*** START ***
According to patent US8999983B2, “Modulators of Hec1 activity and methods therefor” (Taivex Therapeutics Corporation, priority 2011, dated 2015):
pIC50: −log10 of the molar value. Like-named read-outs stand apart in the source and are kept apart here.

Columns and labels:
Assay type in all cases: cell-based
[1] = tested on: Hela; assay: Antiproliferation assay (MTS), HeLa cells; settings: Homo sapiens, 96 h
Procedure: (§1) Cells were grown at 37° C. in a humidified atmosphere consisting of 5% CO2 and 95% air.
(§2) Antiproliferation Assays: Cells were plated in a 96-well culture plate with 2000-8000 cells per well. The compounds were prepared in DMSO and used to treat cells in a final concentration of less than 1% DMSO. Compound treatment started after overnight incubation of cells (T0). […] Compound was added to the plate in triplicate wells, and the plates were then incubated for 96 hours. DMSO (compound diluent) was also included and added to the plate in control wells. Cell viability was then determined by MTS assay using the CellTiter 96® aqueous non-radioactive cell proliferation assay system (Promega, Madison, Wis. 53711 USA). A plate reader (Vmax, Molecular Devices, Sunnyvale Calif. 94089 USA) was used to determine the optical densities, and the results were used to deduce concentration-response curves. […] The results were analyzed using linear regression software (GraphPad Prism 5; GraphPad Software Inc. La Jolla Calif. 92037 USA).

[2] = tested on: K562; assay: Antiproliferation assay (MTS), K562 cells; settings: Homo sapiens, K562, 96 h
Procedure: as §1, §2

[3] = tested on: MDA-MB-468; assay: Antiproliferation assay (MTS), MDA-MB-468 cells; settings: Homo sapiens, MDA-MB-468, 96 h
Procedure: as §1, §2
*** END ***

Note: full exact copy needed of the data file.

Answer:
According to patent US8999983B2, “Modulators of Hec1 activity and methods therefor” (Taivex Therapeutics Corporation, priority 2011, dated 2015):
pIC50: −log10 of the molar value. Like-named read-outs stand apart in the source and are kept apart here.

Columns and labels:
Assay type in all cases: cell-based
[1] = tested on: Hela; assay: Antiproliferation assay (MTS), HeLa cells; settings: Homo sapiens, 96 h
Procedure: (§1) Cells were grown at 37° C. in a humidified atmosphere consisting of 5% CO2 and 95% air.
(§2) Antiproliferation Assays: Cells were plated in a 96-well culture plate with 2000-8000 cells per well. The compounds were prepared in DMSO and used to treat cells in a final concentration of less than 1% DMSO. Compound treatment started after overnight incubation of cells (T0). […] Compound was added to the plate in triplicate wells, and the plates were then incubated for 96 hours. DMSO (compound diluent) was also included and added to the plate in control wells. Cell viability was then determined by MTS assay using the CellTiter 96® aqueous non-radioactive cell proliferation assay system (Promega, Madison, Wis. 53711 USA). A plate reader (Vmax, Molecular Devices, Sunnyvale Calif. 94089 USA) was used to determine the optical densities, and the results were used to deduce concentration-response curves. […] The results were analyzed using linear regression software (GraphPad Prism 5; GraphPad Software Inc. La Jolla Calif. 92037 USA).

[2] = tested on: K562; assay: Antiproliferation assay (MTS), K562 cells; settings: Homo sapiens, K562, 96 h
Procedure: as §1, §2

[3] = tested on: MDA-MB-468; assay: Antiproliferation assay (MTS), MDA-MB-468 cells; settings: Homo sapiens, MDA-MB-468, 96 h
Procedure: as §1, §2